When Sara Lin, Ph.D., was a doctoral student studying developmental biology, she shadowed doctors in a neonatal intensive care unit and quickly became fascinated with the lungs – especially when she watched tiny, newborn babies learn how to breathe.
Today, as a program director for the Division of Lung Diseases at the National Heart, Lung, and Blood Institute (NHLBI), Lin guides international research efforts to study mechanisms of lung development and regeneration. Her work is part of a coordinated approach to identify therapies for conditions that affect the airways and lungs – from rare ones, like bronchopulmonary dysplasia (BPD), to more common ones, including asthma, the seasonal flu, and COVID-19.
As Lin and researchers study the novel coronavirus, they are curious: Will the human lungs regenerate in a manner similar to animals following viral infection? Will this process look different with aging cells? And will that help explain increased risks of severe COVID-19 illness among older adults? How will people respond to COVID-19 if they have other lung conditions, such as pulmonary fibrosis or chronic obstructive pulmonary disease?
Part of what fuels discovery and innovation in pulmonary research, Lin explains, is the complexity of the airways and lungs. More than 50 distinct cell types support the delicate, 3D structure of the lungs, while complex signaling networks help control the growth and function of these cells. When genetic mutations, injury, infections, environmental insults, and aging come into play, acute or chronic conditions, such as BPD, can result.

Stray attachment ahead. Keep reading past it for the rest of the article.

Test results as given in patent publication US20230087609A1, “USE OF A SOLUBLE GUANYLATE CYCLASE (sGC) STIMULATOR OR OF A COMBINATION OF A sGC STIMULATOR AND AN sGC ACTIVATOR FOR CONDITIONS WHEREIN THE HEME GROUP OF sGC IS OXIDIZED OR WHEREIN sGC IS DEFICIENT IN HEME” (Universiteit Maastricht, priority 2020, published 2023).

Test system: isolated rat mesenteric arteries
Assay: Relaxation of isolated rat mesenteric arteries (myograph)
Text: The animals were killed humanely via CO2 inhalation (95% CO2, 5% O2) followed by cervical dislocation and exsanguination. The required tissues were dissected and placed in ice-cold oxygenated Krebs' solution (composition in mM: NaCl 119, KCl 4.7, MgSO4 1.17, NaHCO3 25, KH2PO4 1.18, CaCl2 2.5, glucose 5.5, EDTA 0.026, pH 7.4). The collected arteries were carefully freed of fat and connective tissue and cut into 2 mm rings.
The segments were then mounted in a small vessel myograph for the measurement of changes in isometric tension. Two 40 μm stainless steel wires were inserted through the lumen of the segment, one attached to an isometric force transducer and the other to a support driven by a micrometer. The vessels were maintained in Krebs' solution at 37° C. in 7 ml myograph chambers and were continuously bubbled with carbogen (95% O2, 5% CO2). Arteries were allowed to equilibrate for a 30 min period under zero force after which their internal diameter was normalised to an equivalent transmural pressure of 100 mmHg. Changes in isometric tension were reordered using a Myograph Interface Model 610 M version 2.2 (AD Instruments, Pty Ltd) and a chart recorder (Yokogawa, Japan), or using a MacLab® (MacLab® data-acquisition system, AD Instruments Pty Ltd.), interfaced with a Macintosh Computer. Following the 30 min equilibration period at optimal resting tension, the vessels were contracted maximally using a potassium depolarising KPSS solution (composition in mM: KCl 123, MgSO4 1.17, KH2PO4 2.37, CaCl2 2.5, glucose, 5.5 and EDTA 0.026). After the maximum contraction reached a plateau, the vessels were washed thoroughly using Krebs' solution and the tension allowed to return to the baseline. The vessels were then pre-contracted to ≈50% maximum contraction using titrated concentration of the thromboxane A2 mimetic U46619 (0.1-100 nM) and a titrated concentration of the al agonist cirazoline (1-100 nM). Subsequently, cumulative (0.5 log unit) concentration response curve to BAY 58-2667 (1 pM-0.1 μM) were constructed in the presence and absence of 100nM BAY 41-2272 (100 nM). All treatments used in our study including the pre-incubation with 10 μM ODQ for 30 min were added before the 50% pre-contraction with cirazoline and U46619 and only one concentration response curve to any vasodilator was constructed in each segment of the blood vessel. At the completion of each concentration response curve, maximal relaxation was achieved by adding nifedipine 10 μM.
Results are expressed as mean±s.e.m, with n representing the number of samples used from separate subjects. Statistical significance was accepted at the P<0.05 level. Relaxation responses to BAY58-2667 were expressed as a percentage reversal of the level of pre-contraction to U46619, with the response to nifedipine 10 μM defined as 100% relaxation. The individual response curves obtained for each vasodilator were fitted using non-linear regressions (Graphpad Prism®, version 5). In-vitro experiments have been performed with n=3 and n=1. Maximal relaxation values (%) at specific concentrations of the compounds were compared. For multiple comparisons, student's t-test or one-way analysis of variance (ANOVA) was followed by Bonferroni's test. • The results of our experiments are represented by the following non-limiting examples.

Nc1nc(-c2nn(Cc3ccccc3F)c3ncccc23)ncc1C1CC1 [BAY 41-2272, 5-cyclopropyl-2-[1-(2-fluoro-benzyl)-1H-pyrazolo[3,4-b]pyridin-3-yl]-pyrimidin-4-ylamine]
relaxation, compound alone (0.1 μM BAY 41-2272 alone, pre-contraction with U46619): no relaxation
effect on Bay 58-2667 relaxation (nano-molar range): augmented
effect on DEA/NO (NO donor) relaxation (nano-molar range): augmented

To learn how the lungs respond to COVID-19 in particular, Lin is drawing on decades of lung research and shared knowledge from scientific partnerships. She and her colleagues are also using all kinds of cutting-edge technologies, from human cell atlases to 3D cell cultures. All have led to insight about pathways for coronavirus infection, molecular targets for treatment, and studies to test new therapies for COVID-19.
Lin’s interest in studying the lungs and breathing has never waned. “Studying lung biology and lung diseases is not only impactful for public health,” she explains, “but because of the complexity of the system, it greatly satisfies one’s intellectual curiosity and inspires creativity.”
Learn more about Sara Lin